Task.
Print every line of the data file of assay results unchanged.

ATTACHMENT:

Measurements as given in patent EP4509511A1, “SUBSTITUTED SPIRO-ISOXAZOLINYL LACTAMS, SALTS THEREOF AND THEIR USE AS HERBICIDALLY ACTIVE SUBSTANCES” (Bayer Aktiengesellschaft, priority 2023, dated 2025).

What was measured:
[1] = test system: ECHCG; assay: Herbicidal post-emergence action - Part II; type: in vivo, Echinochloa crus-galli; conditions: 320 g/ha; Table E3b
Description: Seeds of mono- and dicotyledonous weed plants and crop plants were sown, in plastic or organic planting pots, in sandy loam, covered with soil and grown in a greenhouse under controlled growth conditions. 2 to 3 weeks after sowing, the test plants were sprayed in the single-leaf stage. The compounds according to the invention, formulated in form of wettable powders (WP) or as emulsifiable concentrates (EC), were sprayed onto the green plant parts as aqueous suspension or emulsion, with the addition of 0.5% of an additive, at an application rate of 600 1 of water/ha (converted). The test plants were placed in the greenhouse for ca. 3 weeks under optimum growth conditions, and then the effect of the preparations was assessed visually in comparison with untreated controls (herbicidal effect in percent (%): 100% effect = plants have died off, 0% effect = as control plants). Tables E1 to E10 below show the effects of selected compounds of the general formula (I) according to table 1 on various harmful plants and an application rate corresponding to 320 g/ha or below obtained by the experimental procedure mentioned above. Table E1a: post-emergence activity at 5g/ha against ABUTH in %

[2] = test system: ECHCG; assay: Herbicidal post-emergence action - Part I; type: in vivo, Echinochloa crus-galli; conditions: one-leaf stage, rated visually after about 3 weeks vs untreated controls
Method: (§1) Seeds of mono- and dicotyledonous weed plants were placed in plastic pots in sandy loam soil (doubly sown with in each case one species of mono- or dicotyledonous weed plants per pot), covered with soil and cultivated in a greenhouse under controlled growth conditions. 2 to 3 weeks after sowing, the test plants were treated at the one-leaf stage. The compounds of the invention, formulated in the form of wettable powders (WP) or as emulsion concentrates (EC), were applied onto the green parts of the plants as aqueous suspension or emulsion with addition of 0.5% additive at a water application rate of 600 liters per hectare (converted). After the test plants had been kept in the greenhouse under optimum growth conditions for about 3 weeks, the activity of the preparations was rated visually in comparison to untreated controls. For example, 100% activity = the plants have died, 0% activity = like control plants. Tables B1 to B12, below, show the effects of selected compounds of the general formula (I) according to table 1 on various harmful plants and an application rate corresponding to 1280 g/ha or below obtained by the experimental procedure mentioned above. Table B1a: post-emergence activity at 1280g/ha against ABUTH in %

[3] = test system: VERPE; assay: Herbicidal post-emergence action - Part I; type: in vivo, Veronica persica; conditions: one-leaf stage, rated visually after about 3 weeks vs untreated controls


Measurements as given in patent EP4509511A1, “SUBSTITUTED SPIRO-ISOXAZOLINYL LACTAMS, SALTS THEREOF AND THEIR USE AS HERBICIDALLY ACTIVE SUBSTANCES” (Bayer Aktiengesellschaft, priority 2023, dated 2025).

What was measured:
[1] = test system: ECHCG; assay: Herbicidal post-emergence action - Part II; type: in vivo, Echinochloa crus-galli; conditions: 320 g/ha; Table E3b
Description: Seeds of mono- and dicotyledonous weed plants and crop plants were sown, in plastic or organic planting pots, in sandy loam, covered with soil and grown in a greenhouse under controlled growth conditions. 2 to 3 weeks after sowing, the test plants were sprayed in the single-leaf stage. The compounds according to the invention, formulated in form of wettable powders (WP) or as emulsifiable concentrates (EC), were sprayed onto the green plant parts as aqueous suspension or emulsion, with the addition of 0.5% of an additive, at an application rate of 600 1 of water/ha (converted). The test plants were placed in the greenhouse for ca. 3 weeks under optimum growth conditions, and then the effect of the preparations was assessed visually in comparison with untreated controls (herbicidal effect in percent (%): 100% effect = plants have died off, 0% effect = as control plants). Tables E1 to E10 below show the effects of selected compounds of the general formula (I) according to table 1 on various harmful plants and an application rate corresponding to 320 g/ha or below obtained by the experimental procedure mentioned above. Table E1a: post-emergence activity at 5g/ha against ABUTH in %

[2] = test system: ECHCG; assay: Herbicidal post-emergence action - Part I; type: in vivo, Echinochloa crus-galli; conditions: one-leaf stage, rated visually after about 3 weeks vs untreated controls
Method: (§1) Seeds of mono- and dicotyledonous weed plants were placed in plastic pots in sandy loam soil (doubly sown with in each case one species of mono- or dicotyledonous weed plants per pot), covered with soil and cultivated in a greenhouse under controlled growth conditions. 2 to 3 weeks after sowing, the test plants were treated at the one-leaf stage. The compounds of the invention, formulated in the form of wettable powders (WP) or as emulsion concentrates (EC), were applied onto the green parts of the plants as aqueous suspension or emulsion with addition of 0.5% additive at a water application rate of 600 liters per hectare (converted). After the test plants had been kept in the greenhouse under optimum growth conditions for about 3 weeks, the activity of the preparations was rated visually in comparison to untreated controls. For example, 100% activity = the plants have died, 0% activity = like control plants. Tables B1 to B12, below, show the effects of selected compounds of the general formula (I) according to table 1 on various harmful plants and an application rate corresponding to 1280 g/ha or below obtained by the experimental procedure mentioned above. Table B1a: post-emergence activity at 1280g/ha against ABUTH in %

[3] = test system: VERPE; assay: Herbicidal post-emergence action - Part I; type: in vivo, Veronica persica; conditions: one-leaf stage, rated visually after about 3 weeks vs untreated controls